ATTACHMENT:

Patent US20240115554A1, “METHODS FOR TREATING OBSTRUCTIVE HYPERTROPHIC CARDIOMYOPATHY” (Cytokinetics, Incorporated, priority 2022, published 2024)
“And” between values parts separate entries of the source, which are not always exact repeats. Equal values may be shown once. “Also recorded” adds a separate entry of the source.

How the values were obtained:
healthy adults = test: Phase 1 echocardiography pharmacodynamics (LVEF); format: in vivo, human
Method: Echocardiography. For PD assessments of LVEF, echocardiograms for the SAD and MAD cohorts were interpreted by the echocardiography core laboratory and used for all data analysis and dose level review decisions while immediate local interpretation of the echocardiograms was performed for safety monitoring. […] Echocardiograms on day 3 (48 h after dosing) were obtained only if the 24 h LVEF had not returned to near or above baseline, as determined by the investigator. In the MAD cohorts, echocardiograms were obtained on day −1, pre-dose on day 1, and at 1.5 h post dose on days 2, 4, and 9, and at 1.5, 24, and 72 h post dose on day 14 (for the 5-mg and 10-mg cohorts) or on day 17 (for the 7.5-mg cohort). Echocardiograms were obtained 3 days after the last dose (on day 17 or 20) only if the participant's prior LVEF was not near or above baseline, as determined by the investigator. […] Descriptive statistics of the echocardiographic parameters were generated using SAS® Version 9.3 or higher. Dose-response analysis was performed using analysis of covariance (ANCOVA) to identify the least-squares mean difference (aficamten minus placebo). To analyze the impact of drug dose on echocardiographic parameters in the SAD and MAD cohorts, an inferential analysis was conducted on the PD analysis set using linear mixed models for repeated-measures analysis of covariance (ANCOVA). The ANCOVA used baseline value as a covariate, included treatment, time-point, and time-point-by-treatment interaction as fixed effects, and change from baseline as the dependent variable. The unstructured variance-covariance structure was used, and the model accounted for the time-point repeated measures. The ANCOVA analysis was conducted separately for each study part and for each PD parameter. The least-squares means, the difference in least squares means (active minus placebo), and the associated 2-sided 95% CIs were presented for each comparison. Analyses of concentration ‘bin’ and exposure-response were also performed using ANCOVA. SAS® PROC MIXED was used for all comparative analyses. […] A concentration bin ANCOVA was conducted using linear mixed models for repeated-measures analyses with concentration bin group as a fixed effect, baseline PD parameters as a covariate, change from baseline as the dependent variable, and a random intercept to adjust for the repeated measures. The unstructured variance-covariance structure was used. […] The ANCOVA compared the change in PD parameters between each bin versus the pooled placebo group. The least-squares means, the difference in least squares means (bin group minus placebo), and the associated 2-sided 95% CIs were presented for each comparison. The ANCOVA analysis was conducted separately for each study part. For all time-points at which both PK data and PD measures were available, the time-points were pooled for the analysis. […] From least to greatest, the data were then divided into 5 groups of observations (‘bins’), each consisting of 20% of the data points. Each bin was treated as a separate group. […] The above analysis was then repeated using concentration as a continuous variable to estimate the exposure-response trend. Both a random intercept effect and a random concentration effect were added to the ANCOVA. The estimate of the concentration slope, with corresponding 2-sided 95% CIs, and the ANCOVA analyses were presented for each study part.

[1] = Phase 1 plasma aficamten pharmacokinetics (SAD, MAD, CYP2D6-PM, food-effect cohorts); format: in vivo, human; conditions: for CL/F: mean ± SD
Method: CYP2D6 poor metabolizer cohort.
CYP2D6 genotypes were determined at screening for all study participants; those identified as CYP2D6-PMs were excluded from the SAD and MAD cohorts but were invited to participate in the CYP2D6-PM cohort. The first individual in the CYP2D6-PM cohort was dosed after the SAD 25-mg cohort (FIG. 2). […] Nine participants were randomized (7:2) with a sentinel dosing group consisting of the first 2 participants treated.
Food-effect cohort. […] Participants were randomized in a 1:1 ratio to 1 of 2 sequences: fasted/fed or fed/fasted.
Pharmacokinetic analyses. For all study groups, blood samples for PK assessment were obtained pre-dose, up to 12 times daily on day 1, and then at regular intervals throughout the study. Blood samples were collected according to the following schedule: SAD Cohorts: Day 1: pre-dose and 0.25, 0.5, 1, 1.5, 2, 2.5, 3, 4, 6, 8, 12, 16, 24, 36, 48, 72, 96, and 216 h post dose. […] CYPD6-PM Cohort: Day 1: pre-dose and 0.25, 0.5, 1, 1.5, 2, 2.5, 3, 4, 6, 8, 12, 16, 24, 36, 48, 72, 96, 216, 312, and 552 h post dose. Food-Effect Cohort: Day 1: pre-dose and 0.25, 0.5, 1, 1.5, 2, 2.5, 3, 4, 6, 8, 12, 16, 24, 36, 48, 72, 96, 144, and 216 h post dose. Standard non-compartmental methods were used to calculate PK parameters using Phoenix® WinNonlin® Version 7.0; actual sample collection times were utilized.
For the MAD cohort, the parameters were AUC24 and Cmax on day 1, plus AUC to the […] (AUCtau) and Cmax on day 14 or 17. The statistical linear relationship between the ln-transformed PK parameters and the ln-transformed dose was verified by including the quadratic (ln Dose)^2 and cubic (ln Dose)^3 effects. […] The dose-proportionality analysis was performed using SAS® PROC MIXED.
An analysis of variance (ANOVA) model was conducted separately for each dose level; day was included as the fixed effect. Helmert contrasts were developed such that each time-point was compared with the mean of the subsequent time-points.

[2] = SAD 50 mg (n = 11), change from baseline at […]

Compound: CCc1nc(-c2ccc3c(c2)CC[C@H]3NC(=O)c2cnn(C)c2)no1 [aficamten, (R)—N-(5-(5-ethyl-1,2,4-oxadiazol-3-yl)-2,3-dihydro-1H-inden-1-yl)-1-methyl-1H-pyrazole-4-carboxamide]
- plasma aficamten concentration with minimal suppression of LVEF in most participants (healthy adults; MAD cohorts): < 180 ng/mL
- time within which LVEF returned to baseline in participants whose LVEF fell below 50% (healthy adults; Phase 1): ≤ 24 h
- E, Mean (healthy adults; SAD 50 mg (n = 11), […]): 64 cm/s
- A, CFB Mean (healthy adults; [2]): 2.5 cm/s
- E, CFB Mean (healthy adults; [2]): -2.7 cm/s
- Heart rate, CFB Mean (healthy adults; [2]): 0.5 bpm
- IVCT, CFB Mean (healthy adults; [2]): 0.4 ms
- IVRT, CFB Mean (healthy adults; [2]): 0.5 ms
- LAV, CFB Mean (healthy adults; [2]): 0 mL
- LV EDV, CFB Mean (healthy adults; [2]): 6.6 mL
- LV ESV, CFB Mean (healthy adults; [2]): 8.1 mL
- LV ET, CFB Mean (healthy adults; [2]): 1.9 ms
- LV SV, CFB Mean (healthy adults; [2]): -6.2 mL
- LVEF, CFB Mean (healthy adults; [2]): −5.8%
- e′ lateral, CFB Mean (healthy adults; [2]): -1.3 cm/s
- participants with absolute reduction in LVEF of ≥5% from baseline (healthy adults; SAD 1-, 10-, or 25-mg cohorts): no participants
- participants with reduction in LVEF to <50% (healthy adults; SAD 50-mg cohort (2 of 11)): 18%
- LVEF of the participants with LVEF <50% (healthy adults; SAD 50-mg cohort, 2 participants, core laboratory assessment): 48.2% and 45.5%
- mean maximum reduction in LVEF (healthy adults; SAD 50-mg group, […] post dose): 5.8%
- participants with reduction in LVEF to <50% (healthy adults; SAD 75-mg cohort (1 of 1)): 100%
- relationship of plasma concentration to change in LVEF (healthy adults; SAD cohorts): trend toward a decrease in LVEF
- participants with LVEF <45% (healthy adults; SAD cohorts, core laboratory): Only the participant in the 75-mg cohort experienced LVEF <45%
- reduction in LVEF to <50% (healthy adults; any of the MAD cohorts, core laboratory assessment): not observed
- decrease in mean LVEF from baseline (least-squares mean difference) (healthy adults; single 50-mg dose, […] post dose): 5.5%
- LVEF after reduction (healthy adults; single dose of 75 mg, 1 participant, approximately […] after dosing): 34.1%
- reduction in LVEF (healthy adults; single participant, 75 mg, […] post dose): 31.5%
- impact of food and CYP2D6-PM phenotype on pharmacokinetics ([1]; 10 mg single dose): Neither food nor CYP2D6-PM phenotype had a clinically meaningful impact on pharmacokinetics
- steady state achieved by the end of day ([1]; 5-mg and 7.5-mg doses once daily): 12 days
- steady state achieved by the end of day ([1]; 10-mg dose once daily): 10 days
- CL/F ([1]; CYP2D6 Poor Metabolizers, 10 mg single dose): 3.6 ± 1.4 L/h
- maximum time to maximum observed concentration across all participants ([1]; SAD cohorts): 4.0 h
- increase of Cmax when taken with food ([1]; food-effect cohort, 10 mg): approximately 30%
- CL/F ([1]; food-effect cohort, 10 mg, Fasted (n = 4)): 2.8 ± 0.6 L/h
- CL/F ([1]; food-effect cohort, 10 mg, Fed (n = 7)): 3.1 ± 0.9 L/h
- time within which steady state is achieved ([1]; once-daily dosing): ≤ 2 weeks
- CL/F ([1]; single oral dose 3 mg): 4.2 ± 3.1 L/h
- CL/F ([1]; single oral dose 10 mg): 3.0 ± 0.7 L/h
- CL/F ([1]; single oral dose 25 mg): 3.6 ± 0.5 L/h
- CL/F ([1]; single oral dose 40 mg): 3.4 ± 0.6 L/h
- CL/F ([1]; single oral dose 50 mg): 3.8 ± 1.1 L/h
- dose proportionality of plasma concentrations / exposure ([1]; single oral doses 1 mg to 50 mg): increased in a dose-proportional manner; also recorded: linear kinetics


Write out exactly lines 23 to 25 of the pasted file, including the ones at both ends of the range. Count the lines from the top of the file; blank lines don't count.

- LAV, CFB Mean (healthy adults; [2]): 0 mL
- LV EDV, CFB Mean (healthy adults; [2]): 6.6 mL
- LV ESV, CFB Mean (healthy adults; [2]): 8.1 mL